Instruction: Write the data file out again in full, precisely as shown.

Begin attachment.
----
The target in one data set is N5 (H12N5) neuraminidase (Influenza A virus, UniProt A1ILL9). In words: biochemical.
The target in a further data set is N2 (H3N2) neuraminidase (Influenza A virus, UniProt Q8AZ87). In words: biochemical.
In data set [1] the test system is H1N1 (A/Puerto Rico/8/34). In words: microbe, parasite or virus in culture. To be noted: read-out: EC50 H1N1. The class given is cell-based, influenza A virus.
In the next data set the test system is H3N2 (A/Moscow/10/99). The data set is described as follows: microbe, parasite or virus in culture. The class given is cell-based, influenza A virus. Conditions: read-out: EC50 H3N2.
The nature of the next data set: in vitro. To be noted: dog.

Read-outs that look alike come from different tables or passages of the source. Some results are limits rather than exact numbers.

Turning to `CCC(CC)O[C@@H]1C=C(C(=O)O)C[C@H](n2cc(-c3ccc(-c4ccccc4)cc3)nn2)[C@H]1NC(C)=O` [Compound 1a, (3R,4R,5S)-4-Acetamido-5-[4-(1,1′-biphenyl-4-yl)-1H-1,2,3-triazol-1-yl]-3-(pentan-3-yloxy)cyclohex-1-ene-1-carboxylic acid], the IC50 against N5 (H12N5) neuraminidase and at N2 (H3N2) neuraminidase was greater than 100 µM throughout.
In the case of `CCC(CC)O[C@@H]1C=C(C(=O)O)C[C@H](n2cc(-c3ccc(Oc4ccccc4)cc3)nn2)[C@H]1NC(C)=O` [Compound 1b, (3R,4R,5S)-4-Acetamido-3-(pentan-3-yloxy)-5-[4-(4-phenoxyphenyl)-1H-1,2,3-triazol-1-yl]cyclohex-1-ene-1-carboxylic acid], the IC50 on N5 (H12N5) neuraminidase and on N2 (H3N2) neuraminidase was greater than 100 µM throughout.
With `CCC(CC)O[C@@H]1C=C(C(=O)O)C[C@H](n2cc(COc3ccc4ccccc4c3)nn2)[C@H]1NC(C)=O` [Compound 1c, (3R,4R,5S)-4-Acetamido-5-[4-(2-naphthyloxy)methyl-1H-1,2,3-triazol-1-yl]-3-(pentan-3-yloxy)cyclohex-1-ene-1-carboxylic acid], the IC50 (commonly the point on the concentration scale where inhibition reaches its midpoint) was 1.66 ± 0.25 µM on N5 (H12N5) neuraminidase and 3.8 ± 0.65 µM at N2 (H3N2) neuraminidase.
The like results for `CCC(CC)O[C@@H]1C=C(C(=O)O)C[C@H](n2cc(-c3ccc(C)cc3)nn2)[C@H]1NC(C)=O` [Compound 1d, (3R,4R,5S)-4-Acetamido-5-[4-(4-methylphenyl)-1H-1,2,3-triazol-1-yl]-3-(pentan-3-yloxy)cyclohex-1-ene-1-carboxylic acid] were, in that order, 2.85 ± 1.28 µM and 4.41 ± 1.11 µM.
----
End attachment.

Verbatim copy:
The target in one data set is N5 (H12N5) neuraminidase (Influenza A virus, UniProt A1ILL9). In words: biochemical.
The target in a further data set is N2 (H3N2) neuraminidase (Influenza A virus, UniProt Q8AZ87). In words: biochemical.
In data set [1] the test system is H1N1 (A/Puerto Rico/8/34). In words: microbe, parasite or virus in culture. To be noted: read-out: EC50 H1N1. The class given is cell-based, influenza A virus.
In the next data set the test system is H3N2 (A/Moscow/10/99). The data set is described as follows: microbe, parasite or virus in culture. The class given is cell-based, influenza A virus. Conditions: read-out: EC50 H3N2.
The nature of the next data set: in vitro. To be noted: dog.

Read-outs that look alike come from different tables or passages of the source. Some results are limits rather than exact numbers.

Turning to `CCC(CC)O[C@@H]1C=C(C(=O)O)C[C@H](n2cc(-c3ccc(-c4ccccc4)cc3)nn2)[C@H]1NC(C)=O` [Compound 1a, (3R,4R,5S)-4-Acetamido-5-[4-(1,1′-biphenyl-4-yl)-1H-1,2,3-triazol-1-yl]-3-(pentan-3-yloxy)cyclohex-1-ene-1-carboxylic acid], the IC50 against N5 (H12N5) neuraminidase and at N2 (H3N2) neuraminidase was greater than 100 µM throughout.
In the case of `CCC(CC)O[C@@H]1C=C(C(=O)O)C[C@H](n2cc(-c3ccc(Oc4ccccc4)cc3)nn2)[C@H]1NC(C)=O` [Compound 1b, (3R,4R,5S)-4-Acetamido-3-(pentan-3-yloxy)-5-[4-(4-phenoxyphenyl)-1H-1,2,3-triazol-1-yl]cyclohex-1-ene-1-carboxylic acid], the IC50 on N5 (H12N5) neuraminidase and on N2 (H3N2) neuraminidase was greater than 100 µM throughout.
With `CCC(CC)O[C@@H]1C=C(C(=O)O)C[C@H](n2cc(COc3ccc4ccccc4c3)nn2)[C@H]1NC(C)=O` [Compound 1c, (3R,4R,5S)-4-Acetamido-5-[4-(2-naphthyloxy)methyl-1H-1,2,3-triazol-1-yl]-3-(pentan-3-yloxy)cyclohex-1-ene-1-carboxylic acid], the IC50 (commonly the point on the concentration scale where inhibition reaches its midpoint) was 1.66 ± 0.25 µM on N5 (H12N5) neuraminidase and 3.8 ± 0.65 µM at N2 (H3N2) neuraminidase.
The like results for `CCC(CC)O[C@@H]1C=C(C(=O)O)C[C@H](n2cc(-c3ccc(C)cc3)nn2)[C@H]1NC(C)=O` [Compound 1d, (3R,4R,5S)-4-Acetamido-5-[4-(4-methylphenyl)-1H-1,2,3-triazol-1-yl]-3-(pentan-3-yloxy)cyclohex-1-ene-1-carboxylic acid] were, in that order, 2.85 ± 1.28 µM and 4.41 ± 1.11 µM.